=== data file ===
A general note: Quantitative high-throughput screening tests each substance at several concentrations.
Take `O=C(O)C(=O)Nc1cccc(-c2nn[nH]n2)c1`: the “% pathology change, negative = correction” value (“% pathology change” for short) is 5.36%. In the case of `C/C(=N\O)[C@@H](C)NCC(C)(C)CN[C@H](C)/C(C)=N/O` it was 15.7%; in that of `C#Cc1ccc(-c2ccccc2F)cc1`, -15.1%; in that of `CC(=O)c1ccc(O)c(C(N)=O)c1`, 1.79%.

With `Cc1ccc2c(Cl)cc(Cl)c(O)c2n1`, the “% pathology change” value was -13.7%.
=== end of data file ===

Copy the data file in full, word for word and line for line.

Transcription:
A general note: Quantitative high-throughput screening tests each substance at several concentrations.
Take `O=C(O)C(=O)Nc1cccc(-c2nn[nH]n2)c1`: the “% pathology change, negative = correction” value (“% pathology change” for short) is 5.36%. In the case of `C/C(=N\O)[C@@H](C)NCC(C)(C)CN[C@H](C)/C(C)=N/O` it was 15.7%; in that of `C#Cc1ccc(-c2ccccc2F)cc1`, -15.1%; in that of `CC(=O)c1ccc(O)c(C(N)=O)c1`, 1.79%.

With `Cc1ccc2c(Cl)cc(Cl)c(O)c2n1`, the “% pathology change” value was -13.7%.